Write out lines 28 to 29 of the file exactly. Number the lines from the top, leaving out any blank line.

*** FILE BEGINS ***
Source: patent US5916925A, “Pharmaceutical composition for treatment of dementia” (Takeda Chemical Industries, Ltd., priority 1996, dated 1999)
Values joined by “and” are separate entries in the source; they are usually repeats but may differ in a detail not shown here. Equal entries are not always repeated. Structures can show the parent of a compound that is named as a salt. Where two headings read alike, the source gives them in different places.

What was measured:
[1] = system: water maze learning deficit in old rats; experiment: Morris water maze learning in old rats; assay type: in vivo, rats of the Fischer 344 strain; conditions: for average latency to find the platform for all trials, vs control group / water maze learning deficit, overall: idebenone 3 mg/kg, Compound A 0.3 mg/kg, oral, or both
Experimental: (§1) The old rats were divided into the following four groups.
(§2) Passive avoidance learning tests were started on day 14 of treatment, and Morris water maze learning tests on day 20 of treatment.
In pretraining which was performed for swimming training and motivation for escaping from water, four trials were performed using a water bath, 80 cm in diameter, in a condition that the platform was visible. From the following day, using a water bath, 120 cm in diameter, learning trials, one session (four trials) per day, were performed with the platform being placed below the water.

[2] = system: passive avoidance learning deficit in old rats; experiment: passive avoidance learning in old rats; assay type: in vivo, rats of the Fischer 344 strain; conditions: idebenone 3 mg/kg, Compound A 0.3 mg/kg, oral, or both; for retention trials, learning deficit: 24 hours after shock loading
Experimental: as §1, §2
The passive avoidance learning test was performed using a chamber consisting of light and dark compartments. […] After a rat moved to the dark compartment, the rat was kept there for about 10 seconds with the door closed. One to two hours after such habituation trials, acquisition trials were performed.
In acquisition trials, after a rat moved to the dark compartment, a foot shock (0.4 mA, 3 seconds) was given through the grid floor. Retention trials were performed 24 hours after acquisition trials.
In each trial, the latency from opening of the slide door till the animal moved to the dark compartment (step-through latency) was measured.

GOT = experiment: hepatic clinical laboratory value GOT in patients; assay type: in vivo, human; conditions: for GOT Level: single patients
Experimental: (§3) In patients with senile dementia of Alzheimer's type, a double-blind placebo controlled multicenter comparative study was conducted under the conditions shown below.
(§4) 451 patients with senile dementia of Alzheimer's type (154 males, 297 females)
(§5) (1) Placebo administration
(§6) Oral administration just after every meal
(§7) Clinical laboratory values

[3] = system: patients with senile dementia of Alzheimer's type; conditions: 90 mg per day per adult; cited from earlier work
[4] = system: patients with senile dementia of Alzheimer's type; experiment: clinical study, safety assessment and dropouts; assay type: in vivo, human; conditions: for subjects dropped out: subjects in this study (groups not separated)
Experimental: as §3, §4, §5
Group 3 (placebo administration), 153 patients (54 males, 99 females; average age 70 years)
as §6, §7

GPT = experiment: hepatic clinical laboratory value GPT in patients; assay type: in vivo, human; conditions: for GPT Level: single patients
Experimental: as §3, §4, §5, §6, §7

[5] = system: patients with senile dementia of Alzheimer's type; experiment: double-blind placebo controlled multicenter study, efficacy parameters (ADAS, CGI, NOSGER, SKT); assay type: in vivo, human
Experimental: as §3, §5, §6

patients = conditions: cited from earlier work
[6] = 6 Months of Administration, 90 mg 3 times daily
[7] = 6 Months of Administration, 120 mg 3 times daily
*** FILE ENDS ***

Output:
patients = conditions: cited from earlier work
[6] = 6 Months of Administration, 90 mg 3 times daily